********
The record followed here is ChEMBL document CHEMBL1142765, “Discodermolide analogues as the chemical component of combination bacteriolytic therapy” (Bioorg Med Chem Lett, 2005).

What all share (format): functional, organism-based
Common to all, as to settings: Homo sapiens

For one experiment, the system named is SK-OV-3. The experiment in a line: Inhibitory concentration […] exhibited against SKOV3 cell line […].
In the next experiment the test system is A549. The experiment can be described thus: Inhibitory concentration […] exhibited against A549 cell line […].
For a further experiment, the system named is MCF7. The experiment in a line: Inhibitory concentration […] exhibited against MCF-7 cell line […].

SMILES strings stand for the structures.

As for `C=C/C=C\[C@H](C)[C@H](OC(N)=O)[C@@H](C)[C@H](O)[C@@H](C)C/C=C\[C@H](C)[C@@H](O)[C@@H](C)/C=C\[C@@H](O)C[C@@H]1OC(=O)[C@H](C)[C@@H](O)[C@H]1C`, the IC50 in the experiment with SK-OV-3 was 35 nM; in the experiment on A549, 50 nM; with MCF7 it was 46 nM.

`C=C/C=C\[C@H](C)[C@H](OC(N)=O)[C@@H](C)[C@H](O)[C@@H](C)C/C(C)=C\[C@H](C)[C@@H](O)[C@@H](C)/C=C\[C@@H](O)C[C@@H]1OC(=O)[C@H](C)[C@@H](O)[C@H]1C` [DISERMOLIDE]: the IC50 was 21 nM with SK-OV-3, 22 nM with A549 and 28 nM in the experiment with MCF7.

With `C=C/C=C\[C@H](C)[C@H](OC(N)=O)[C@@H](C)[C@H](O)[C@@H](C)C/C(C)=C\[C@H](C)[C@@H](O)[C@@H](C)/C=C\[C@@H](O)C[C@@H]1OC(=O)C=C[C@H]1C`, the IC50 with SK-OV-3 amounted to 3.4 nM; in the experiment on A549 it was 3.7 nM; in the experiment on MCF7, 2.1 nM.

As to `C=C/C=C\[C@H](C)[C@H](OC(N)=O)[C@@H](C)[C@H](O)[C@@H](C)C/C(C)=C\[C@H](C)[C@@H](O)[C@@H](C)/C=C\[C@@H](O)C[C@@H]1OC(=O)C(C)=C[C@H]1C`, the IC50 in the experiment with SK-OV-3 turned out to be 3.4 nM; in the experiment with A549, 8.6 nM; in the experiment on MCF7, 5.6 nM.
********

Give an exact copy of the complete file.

The record followed here is ChEMBL document CHEMBL1142765, “Discodermolide analogues as the chemical component of combination bacteriolytic therapy” (Bioorg Med Chem Lett, 2005).

What all share (format): functional, organism-based
Common to all, as to settings: Homo sapiens

For one experiment, the system named is SK-OV-3. The experiment in a line: Inhibitory concentration […] exhibited against SKOV3 cell line […].
In the next experiment the test system is A549. The experiment can be described thus: Inhibitory concentration […] exhibited against A549 cell line […].
For a further experiment, the system named is MCF7. The experiment in a line: Inhibitory concentration […] exhibited against MCF-7 cell line […].

SMILES strings stand for the structures.

As for `C=C/C=C\[C@H](C)[C@H](OC(N)=O)[C@@H](C)[C@H](O)[C@@H](C)C/C=C\[C@H](C)[C@@H](O)[C@@H](C)/C=C\[C@@H](O)C[C@@H]1OC(=O)[C@H](C)[C@@H](O)[C@H]1C`, the IC50 in the experiment with SK-OV-3 was 35 nM; in the experiment on A549, 50 nM; with MCF7 it was 46 nM.

`C=C/C=C\[C@H](C)[C@H](OC(N)=O)[C@@H](C)[C@H](O)[C@@H](C)C/C(C)=C\[C@H](C)[C@@H](O)[C@@H](C)/C=C\[C@@H](O)C[C@@H]1OC(=O)[C@H](C)[C@@H](O)[C@H]1C` [DISERMOLIDE]: the IC50 was 21 nM with SK-OV-3, 22 nM with A549 and 28 nM in the experiment with MCF7.

With `C=C/C=C\[C@H](C)[C@H](OC(N)=O)[C@@H](C)[C@H](O)[C@@H](C)C/C(C)=C\[C@H](C)[C@@H](O)[C@@H](C)/C=C\[C@@H](O)C[C@@H]1OC(=O)C=C[C@H]1C`, the IC50 with SK-OV-3 amounted to 3.4 nM; in the experiment on A549 it was 3.7 nM; in the experiment on MCF7, 2.1 nM.

As to `C=C/C=C\[C@H](C)[C@H](OC(N)=O)[C@@H](C)[C@H](O)[C@@H](C)C/C(C)=C\[C@H](C)[C@@H](O)[C@@H](C)/C=C\[C@@H](O)C[C@@H]1OC(=O)C(C)=C[C@H]1C`, the IC50 in the experiment with SK-OV-3 turned out to be 3.4 nM; in the experiment with A549, 8.6 nM; in the experiment on MCF7, 5.6 nM.